Sunday, February 14, 2021

Australian Senate equates communism with fascism!

A despicable motion, which equalizes communism with fascism and right-wing extremism, was adopted by the Australian Senate earlier this month. 
Under the responsibility of both the two major political forces, the right-wing “Coalition” (Liberal Party, National Party) and the social democratic Australian Labor Party (ALP), the unhistorical and unscientific theory of the “two extremes” has officially entered Australian politics. 

Following the tradition of the European Union, the Senate's motion actually tars communism and fascism with the same brush, in an effort to slander and even criminalize the political activity of communists and the workers' movement in general.

For this unacceptable anti-communist motion, the weekly newspaper of the Communist Party of Australia (CPA), “Guardian” (#1949, 15/2/2021), writes:
On  the  3rd  of  February,  the  Senate,  unfortunately,  passed a motion to condemn “all [...] extremist groups which seek to promote fascism, communism, anarchism, violence and bigotry in our community.”

This  motion  was  an  amended  version  of  a  motion  raised by NSW ALP Senator Kristina Keneally which was intended to take specific aim at far-right extremism. The amendments, which were hotly contested fell ayes – thirty-four, noes – twenty-seven, with the Coalition, One  Nation,  and  Senators  Stirling  Griff ,  Rex  Patrick  and  Jacqui  Lambie  voting in  favour  and  the  ALP  and  Greens voting against.

Immigration Minister  Alex  Hawke  told  Sky  News that “the government rejects Senator Keneally’s thesis that there is rising extremism in Australia.” The problem with this statement is that it is not just Senator Keneally’s “thesis.” Mike Burgess, the director-general of ASIO, stated in an annual threat assessment ad-dress  delivered  in  Canberra  last  year,  that  right-wing  extremism was “real and growing.” In its annual report delivered last October, ASIO stated that:

“While ASIO has a longstanding and enduring inter-est  in  investigating  and  advising  on  the  threat  from  both right-wing and left-wing extremists, this year saw an increased growth in ASIO investigations related to extreme right-wing groups, individuals and emerging ideologies. Australia is not unique in this regard; other Western  countries  have  also  increased  their  focus  on  this issue.”

In  fact,  the  term  “left-wing”  is  referenced  exactly  twice (including the reference above). The other reference  is  to  right-wing  attacks  on  left-wing  causes.  The  term right-wing is referenced twenty-one times in the document.

These  assessments  are  reaffirmed with each passing  day,  as  we  have  just  witnessed  Trump  supporters  storming the US Capitol and neo-Nazis burning crosses in Victoria.

Keneally spoke out against the amendments stating “Today  in  the  Senate  we  saw  the  government  literally  white-out a motion about right-wing extremism – they took out the references to white supremacy and right-wing extremism.” However, one has to wonder why did the Senator even bring this motion forward? This Senate motion was boneheaded for at least a couple of reasons. Firstly, surely Keneally knew the motion was not going to get the support of the Coalition with language directly targeting MP Craig Kelly and MP George Christensen. Secondly, that the Coalition would use it as an opportunity to denounce left-wing “extremism” – which they did  –  that  would  make  it  appeal  to  the  “centrists”  on  the crossbench (which it did).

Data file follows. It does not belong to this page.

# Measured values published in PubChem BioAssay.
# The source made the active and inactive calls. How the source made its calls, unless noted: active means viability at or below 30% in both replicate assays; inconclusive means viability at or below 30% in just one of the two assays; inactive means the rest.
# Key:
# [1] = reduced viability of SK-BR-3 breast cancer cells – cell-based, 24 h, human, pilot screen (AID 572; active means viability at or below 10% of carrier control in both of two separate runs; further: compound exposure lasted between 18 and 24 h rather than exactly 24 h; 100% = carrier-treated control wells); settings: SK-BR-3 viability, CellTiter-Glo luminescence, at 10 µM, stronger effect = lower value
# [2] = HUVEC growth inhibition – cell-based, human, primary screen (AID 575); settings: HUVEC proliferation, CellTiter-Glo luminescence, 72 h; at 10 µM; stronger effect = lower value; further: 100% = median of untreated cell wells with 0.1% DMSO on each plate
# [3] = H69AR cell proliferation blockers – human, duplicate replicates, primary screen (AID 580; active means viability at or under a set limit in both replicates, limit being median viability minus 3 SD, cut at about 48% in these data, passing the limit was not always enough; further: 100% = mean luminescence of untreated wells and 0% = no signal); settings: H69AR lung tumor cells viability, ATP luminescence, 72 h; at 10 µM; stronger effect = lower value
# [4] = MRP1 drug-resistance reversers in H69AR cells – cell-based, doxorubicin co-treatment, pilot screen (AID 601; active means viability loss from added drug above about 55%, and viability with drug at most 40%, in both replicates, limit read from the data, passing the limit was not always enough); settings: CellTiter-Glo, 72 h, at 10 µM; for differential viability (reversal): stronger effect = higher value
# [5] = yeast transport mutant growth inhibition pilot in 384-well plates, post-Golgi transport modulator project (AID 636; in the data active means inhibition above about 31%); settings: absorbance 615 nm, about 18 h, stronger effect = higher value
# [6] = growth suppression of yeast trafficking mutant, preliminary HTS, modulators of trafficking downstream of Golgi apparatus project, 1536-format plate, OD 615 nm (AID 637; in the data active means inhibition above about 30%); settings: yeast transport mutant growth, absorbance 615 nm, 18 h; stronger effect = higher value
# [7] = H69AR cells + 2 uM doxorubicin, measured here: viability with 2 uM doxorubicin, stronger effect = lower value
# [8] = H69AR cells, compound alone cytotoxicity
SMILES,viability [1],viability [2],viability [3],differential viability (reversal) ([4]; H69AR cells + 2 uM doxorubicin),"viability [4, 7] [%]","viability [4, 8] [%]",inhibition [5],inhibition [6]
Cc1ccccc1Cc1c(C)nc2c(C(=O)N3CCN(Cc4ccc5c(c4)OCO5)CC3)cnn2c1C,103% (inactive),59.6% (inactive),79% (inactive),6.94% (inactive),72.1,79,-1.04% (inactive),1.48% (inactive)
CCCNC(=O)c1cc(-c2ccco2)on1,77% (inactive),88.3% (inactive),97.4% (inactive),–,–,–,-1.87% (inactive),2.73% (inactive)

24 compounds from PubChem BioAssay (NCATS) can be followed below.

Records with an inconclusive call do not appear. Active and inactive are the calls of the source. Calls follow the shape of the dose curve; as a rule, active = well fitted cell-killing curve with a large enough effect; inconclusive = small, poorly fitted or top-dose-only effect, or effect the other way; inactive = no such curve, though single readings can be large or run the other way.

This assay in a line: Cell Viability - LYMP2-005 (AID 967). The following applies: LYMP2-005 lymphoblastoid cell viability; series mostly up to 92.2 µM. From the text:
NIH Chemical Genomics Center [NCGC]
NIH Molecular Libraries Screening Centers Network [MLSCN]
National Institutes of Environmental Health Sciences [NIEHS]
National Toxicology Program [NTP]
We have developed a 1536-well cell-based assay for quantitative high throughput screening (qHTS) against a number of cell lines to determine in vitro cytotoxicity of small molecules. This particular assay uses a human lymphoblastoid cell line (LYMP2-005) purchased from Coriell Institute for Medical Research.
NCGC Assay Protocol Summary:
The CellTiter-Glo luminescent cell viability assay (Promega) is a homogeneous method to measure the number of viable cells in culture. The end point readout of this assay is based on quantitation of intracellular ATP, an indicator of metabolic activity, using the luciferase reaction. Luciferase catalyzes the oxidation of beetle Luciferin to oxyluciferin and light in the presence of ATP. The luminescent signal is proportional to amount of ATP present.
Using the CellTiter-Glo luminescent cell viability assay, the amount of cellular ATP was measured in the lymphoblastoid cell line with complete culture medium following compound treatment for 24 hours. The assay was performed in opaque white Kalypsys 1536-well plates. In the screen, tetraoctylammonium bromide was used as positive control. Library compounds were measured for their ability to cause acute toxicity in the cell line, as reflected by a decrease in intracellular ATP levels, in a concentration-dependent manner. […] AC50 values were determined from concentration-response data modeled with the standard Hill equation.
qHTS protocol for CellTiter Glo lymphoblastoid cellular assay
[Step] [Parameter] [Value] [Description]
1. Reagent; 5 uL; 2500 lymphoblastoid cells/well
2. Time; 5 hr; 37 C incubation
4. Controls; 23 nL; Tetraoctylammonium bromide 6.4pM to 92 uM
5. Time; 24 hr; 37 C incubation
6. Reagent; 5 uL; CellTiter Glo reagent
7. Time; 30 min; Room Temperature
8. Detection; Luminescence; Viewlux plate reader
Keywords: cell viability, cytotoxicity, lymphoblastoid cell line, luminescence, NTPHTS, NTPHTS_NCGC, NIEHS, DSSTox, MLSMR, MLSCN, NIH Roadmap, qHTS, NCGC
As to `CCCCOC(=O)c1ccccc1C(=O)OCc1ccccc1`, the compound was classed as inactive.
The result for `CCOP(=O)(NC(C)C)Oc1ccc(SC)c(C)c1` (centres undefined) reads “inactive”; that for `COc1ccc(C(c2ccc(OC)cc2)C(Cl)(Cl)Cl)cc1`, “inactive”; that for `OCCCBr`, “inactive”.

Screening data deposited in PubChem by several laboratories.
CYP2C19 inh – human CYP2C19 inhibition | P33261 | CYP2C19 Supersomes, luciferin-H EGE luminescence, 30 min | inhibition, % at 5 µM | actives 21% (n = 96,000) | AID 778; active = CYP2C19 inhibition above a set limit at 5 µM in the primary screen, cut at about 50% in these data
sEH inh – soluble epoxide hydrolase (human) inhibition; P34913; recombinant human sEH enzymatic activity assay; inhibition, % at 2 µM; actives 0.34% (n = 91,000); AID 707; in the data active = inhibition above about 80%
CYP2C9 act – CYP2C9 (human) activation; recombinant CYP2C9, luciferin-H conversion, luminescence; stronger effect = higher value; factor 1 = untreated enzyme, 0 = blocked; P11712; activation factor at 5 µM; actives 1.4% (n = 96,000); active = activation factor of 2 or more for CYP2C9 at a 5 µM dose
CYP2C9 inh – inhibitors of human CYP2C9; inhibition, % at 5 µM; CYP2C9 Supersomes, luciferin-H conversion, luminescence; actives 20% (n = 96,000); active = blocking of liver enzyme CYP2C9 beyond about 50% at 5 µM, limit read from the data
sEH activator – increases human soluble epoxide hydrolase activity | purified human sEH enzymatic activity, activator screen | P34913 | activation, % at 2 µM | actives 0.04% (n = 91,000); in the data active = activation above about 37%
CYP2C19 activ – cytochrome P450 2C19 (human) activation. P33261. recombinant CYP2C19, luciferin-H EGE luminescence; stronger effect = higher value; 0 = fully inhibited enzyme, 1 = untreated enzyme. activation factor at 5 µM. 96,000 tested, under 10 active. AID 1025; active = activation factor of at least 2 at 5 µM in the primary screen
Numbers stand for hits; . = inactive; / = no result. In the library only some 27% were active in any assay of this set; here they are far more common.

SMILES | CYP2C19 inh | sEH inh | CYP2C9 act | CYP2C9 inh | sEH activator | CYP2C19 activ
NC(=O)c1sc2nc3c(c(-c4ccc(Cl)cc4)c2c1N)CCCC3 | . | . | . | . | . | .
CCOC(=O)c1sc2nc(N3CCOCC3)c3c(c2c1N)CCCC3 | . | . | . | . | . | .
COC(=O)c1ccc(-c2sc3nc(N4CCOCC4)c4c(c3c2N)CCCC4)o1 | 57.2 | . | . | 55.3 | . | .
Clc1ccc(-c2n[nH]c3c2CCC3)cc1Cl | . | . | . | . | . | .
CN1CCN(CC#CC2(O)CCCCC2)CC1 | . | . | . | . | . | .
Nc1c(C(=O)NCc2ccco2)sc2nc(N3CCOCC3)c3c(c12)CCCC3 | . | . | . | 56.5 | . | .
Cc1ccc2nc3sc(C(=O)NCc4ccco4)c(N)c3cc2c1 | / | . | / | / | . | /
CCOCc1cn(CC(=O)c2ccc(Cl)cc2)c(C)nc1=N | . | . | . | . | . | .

However,  what  did  this  tongue-lashing  amount  to?  Nothing. Instead of standing behind the motion’s original intent as they had when the amendments were brought to a vote, the ALP decided to support the amended mo-tion. Why? According to Keneally, “Labor will support the  amended  motion,  because,  of  course,  we  support  taking  action  against  extremism  in  all  forms.”  If  you  ever needed evidence that social democrats aren’t our friends – this is it.

In her  remarks,  Keneally  essentially  promotes  “horseshoe theory,” a theory that radically differing  ideologies are actually close to each other, concaving the  traditional  linear  representation  of  the  political  spectrum  to  represent  a  horseshoe.  But  does  horse-shoe  theory  hold  up?  Are  communism  and  fascism  similar, which is what Keneally implies? Not even close. Communism is a liberating ideology, centred on giving power  to  the  masses  and  where  no  one  goes  without.  Fascism is an oppressive ideology, an extreme form of capitalism, centred on giving power to a few and often marginalising other races.

Furthermore,  one  has  to  ask:  What  exactly  is  “ex-treme” about communism? Is it extreme to want the working  class  to  own  what  they  produce?  That  every-one  has  access  to  food,  water,  shelter,  medical  care,  education?

If these ideas are extreme to Keanelly and the ALP, then they are no friend to the working class. However, the CPA is". 

Indeed, the working people of Australia must turn their backs to the social democrats, condemn the shameful motion and join the struggle with the Communist Party and the class-based movement.